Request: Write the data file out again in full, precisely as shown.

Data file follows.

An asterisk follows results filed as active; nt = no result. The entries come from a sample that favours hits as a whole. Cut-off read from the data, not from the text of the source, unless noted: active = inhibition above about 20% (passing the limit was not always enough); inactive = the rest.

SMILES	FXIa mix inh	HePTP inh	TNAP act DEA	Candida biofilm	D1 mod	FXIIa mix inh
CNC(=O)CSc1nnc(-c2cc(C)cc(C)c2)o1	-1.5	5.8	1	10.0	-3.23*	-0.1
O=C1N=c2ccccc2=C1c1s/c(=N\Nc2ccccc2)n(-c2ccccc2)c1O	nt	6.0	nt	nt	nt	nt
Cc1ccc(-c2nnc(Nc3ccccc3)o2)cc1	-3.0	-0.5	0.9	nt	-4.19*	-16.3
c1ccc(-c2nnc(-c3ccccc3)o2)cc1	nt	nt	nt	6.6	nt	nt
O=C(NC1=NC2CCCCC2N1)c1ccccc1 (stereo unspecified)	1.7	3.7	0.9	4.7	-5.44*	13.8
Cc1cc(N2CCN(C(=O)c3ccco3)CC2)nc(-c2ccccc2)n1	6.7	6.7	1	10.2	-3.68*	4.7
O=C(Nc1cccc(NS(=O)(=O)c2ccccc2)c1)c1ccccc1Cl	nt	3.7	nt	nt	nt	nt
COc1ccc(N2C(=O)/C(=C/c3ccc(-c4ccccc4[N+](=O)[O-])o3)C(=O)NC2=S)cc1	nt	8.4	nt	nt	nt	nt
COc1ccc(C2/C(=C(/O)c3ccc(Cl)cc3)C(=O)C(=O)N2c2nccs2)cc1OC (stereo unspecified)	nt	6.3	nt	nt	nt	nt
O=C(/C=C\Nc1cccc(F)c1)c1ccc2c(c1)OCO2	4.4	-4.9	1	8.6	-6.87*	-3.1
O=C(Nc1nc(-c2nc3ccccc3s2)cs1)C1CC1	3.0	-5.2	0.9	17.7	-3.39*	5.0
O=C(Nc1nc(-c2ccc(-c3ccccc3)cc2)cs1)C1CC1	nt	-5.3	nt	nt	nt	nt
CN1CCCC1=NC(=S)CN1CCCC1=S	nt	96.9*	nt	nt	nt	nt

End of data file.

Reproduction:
An asterisk follows results filed as active; nt = no result. The entries come from a sample that favours hits as a whole. Cut-off read from the data, not from the text of the source, unless noted: active = inhibition above about 20% (passing the limit was not always enough); inactive = the rest.

SMILES	FXIa mix inh	HePTP inh	TNAP act DEA	Candida biofilm	D1 mod	FXIIa mix inh
CNC(=O)CSc1nnc(-c2cc(C)cc(C)c2)o1	-1.5	5.8	1	10.0	-3.23*	-0.1
O=C1N=c2ccccc2=C1c1s/c(=N\Nc2ccccc2)n(-c2ccccc2)c1O	nt	6.0	nt	nt	nt	nt
Cc1ccc(-c2nnc(Nc3ccccc3)o2)cc1	-3.0	-0.5	0.9	nt	-4.19*	-16.3
c1ccc(-c2nnc(-c3ccccc3)o2)cc1	nt	nt	nt	6.6	nt	nt
O=C(NC1=NC2CCCCC2N1)c1ccccc1 (stereo unspecified)	1.7	3.7	0.9	4.7	-5.44*	13.8
Cc1cc(N2CCN(C(=O)c3ccco3)CC2)nc(-c2ccccc2)n1	6.7	6.7	1	10.2	-3.68*	4.7
O=C(Nc1cccc(NS(=O)(=O)c2ccccc2)c1)c1ccccc1Cl	nt	3.7	nt	nt	nt	nt
COc1ccc(N2C(=O)/C(=C/c3ccc(-c4ccccc4[N+](=O)[O-])o3)C(=O)NC2=S)cc1	nt	8.4	nt	nt	nt	nt
COc1ccc(C2/C(=C(/O)c3ccc(Cl)cc3)C(=O)C(=O)N2c2nccs2)cc1OC (stereo unspecified)	nt	6.3	nt	nt	nt	nt
O=C(/C=C\Nc1cccc(F)c1)c1ccc2c(c1)OCO2	4.4	-4.9	1	8.6	-6.87*	-3.1
O=C(Nc1nc(-c2nc3ccccc3s2)cs1)C1CC1	3.0	-5.2	0.9	17.7	-3.39*	5.0
O=C(Nc1nc(-c2ccc(-c3ccccc3)cc2)cs1)C1CC1	nt	-5.3	nt	nt	nt	nt
CN1CCCC1=NC(=S)CN1CCCC1=S	nt	96.9*	nt	nt	nt	nt